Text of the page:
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Evocatus Consulting Ltd

Building confidence in innovative thinking through Problem Solving Games.

By Anthony Sharman
Sunday, February 9, 2020

What does Innovative thinking mean to you?

Building confidence in innovative thinking through Problem Solving GamesInnovation is one of those words which means different things to different people and to different industries. For some, innovation is all about technology while others will argue that it’s simply an approach which looks to do things differently. At Evocatus, we think it’s about an open-minded approach to solving problems and dealing with obstacles; it’s a culture which unpicks assumptions that “the way we’ve always done it” is the best way and makes space for new ideas to be developed and tested.

Creating this culture is not easy. An article published in Harvard Business Review last year, by Gary P Pisano, highlighted the harder side of a creating a truly innovative culture, including the need for stronger leadership in flat structures, for discipline in experimentation and for brutal honesty within a culture of psychological safety. Achieving these harder aspects of an innovative culture won’t happen by accident. Everybody appears to want their organisation to get better at innovation; techniques to really kickstart the required culture and approach needed are something we offer.

Problem Solving Games

As ever, the Evocatus view is that practical experiences gained during games and exercises are a great way to develop effective behaviours and build confidence within and across the team. In particular, we think that games are a great way to create and reinforce a “Safe to Fail” approach which allows for effective experimentation; we also think they are an ideal environment in which to get team members comfortable with challenging their leaders’ ideas and preconceptions.

Really good problem solving games, particularly in which teams race to come up with solutions, can reinforce the importance of experimentation and challenging assumptions, but will also underline the importance of a rigorous, disciplined approach; effective experimentation is not just about trying everything, but is about careful and informed decision making. Exercises can encourage players to apply strategic thinking to design and set priorities for turning ideas into solutions By providing leaders with an intentionally misleading or incomplete understanding of the situation, we can highlight the brutally candid approach required; if their team can’t speak up or if leaders can’t listen, then they won’t be able to effectively innovate. This is as much about developing leaders as it is about broader team development.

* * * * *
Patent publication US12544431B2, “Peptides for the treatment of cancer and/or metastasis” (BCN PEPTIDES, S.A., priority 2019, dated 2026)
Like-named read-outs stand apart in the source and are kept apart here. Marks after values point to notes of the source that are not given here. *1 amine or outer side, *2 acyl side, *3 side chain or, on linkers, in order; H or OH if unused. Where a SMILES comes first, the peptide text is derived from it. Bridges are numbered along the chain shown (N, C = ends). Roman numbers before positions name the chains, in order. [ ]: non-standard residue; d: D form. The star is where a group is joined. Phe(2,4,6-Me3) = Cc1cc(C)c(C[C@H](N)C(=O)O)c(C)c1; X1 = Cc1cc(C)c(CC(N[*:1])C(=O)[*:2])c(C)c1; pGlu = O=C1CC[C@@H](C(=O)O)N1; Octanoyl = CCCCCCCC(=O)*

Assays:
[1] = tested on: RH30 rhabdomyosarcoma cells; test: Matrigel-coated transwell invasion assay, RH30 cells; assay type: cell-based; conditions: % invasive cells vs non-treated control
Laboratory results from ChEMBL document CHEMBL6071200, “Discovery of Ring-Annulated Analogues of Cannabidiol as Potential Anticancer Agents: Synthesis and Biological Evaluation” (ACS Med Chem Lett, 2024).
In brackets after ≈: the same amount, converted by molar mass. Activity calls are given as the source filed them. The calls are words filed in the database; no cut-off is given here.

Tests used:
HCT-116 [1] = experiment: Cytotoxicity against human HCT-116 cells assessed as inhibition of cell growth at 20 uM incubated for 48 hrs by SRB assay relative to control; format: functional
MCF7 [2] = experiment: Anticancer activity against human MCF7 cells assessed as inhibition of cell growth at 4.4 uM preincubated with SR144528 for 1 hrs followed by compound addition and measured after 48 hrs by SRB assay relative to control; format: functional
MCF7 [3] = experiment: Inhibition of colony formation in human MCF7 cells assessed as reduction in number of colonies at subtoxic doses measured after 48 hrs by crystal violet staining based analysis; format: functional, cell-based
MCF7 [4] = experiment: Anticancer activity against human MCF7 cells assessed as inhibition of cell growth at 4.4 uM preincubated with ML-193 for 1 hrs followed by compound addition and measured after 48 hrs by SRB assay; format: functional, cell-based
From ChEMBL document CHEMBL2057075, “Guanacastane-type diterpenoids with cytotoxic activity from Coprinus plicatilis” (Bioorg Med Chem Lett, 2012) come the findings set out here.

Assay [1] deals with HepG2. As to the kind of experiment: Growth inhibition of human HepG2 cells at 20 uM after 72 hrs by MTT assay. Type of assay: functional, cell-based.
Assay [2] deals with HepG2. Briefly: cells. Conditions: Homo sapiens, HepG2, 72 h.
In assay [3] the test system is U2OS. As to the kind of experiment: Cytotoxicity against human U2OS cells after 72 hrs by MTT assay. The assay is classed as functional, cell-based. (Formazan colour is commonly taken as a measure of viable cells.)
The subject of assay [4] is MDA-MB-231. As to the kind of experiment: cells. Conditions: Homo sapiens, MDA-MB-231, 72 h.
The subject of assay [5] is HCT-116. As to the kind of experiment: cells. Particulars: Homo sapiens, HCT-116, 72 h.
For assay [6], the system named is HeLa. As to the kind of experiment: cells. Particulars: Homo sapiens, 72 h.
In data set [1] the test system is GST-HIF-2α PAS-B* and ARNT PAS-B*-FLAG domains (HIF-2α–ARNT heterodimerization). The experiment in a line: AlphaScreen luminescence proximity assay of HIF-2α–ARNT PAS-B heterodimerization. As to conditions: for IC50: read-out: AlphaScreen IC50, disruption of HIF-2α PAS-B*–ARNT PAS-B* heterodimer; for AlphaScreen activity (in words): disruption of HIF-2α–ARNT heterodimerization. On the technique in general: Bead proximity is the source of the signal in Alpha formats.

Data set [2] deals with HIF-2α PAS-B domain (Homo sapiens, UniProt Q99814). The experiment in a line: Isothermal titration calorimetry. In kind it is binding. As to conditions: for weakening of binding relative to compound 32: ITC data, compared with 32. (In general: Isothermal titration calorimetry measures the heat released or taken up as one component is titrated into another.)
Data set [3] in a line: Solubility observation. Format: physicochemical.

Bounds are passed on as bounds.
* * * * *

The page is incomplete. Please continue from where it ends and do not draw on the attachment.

Why do we think problem solving games are so valuable for developing innovative culture?

It all comes back to what innovation is all about – it’s about accepting novel ideas and then being able to successfully and efficiently develop them to a point where they can be put aside or turned into a genuine solution. By presenting problems for which there is no obvious best fit solution, we can let a team run through cycles of innovation, developing and then rejecting or refining ideas until they have one which will win them the game. And in a bespoke training game, teams can compete against each other as if in a marketplace; the team that wins will be the one with the discipline, honesty and confidence in each other to reach a suitable solution first.

Gary P Pisano is probably right that innovation is not all fun and games, but we think there might be room for rather more of both than he’s letting on.

If you would like to build confidence in innovative thinking within your team through the use of a bespoke problem solving game in Swindon, Bath, Bristol, the South West, Oxfordshire, or London and you think we can help then please contact us.

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